There is a remarkable correspondence between the biblical story of Noah and the Book of Jonah. The clue lies in the name Jonah, meaning dove in Hebrew. The dove, of course, is the bird that Noah sends out of the ark to discover whether the flood waters have dried out. But the connections between the two tales are far greater than just this.
Noah is told by God that the world is about to be destroyed in a flood. He is commanded to build an ark to save himself, his family and the animal kingdom. He obeys the command, builds the ark and spends the next year peacefully floating above the flood. He is safe from the stormy waters.
Jonah is told by God that Nineveh, the greatest city in the world, is to be destroyed. Even its animals will be wiped out. He is commanded to travel there and urge its inhabitants to repent. Unlike Noah he disobeys the command, runs to Jaffa and boards a boat. Unlike Noah, his time in the boat is not peaceful. The boat is buffeted by a storm, Jonah realises it is his fault and he is ejected into the water. The motifs of destruction, water, storms, boats and God’s command in the Noah story are reversed in the Jonah narrative.
Jonah is swallowed by a great fish. A rabbinic midrash (Pirkei d’Rabbi Eliezer 10) says that a pearl in the fish gives him light. Noah is told to place a tzohar, translated as a light, into his ark. Another midrash (Bereshit Rabbah 31,11) explains it was a light emitting gem. The rabbinic commentaries seem to be drawing a parallel between the inside of the fish and the interior of the ark.
According to the Midrash in Pirkei d’ Rabbi Eliezer, this is the third mission Jonah has been sent on (The first is recounted in the Second Book of Kings, 14,23). The dove in the Noah story is also sent out three times. After three days inside the fish, Jonah is spewed out onto dry land. He is about to conclude his third mission. The dove concludes its mission when it finds dry land.
When Noah does reach Nineveh and delivers his message the king proclaims a public fast. Even the animals are to fast. They too will be saved, just as they are in Noah’s ark.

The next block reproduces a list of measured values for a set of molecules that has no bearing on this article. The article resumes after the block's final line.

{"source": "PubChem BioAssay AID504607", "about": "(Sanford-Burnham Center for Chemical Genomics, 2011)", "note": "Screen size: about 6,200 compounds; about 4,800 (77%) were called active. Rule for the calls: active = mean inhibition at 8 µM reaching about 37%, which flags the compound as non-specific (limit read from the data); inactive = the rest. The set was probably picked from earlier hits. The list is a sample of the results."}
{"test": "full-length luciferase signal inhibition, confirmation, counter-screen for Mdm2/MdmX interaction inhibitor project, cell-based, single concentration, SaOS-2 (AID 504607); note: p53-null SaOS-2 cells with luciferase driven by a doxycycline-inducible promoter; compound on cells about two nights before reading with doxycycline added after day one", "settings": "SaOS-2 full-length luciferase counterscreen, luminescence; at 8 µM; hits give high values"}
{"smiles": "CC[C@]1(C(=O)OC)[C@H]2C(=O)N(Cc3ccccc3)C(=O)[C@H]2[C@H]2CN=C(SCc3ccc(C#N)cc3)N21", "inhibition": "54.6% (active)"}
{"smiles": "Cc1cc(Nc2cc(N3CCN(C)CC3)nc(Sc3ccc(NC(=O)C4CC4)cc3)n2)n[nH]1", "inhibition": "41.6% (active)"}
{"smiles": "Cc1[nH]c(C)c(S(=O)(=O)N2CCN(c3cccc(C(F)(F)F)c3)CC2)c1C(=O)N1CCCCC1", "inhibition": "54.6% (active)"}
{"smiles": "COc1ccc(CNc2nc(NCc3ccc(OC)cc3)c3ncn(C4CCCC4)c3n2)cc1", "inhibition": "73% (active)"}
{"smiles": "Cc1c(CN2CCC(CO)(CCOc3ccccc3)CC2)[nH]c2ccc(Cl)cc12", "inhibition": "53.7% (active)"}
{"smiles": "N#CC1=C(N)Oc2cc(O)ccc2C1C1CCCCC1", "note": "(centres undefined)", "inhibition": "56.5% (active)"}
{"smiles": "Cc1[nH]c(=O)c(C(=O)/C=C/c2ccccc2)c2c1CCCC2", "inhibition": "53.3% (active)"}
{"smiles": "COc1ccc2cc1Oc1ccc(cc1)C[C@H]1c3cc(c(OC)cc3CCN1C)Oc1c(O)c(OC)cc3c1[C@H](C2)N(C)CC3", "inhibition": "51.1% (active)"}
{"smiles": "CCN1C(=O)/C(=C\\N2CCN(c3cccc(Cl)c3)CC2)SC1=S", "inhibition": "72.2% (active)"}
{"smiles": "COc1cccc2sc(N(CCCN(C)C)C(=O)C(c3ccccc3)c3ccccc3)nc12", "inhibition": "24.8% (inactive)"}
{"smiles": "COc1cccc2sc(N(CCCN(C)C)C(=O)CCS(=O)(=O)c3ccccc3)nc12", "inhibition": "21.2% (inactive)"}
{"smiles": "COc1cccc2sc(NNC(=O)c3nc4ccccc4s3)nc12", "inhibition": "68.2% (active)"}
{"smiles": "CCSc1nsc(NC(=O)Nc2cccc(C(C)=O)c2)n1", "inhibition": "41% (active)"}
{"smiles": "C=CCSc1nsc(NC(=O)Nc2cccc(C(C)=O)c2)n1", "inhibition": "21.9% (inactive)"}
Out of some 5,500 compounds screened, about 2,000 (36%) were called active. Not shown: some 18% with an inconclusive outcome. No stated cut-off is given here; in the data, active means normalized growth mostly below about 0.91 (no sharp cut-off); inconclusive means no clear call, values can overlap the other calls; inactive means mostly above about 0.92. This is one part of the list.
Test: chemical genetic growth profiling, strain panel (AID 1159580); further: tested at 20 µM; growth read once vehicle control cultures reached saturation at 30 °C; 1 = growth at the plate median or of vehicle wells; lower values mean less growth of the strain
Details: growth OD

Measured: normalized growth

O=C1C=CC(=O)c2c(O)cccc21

These are just a few of the parallels and contradictions between the two stories. There are many more. The stories are also linked by common language, using the same Hebrew words in each narrative. In both stories God says that the people’s wickedness has come before me. In both the Noah and Jonah narratives God sends a ruah, a wind, to whip up the water. Noah’s rain falls for forty days. Jonah is told to proclaim to Nineveh that the city will be destroyed in forty days. God regrets making man. After the people of Nineveh repent he regrets his threat to destroy them.
The question of course is why these stories seem to be connected. Did the author of Jonah want his readers to be reminded of Noah when they read the book? If so, why?
Perhaps the solution lies in the plants. The dove completes its mission positively, showing Noah that the land is dry, by bringing him a leaf from an olive tree. Jonah completes his mission negatively, angry that after all his travails the city was not destroyed. He sits in the baking hot sun, hoping to die. When God makes a vine grow over him, he is glad. When the vine withers he becomes angry. God asks him why he pitied the vine but could not pity the city. The episode with the vine seems to symbolise Jonah’s petulance.
Both the Noah and Jonah narratives demonstrate that the wicked will not prosper, that God has mastery over the world. Perhaps the author of the book of Jonah wants to remind his readers that the threatened destruction of Nineveh was not the only time that the wicked faced divine judgement. And uses the parables of the plants to show his readers that the humble obedience of the dove, performing his mission quietly and diligently, is preferable to the petulance of Jonah.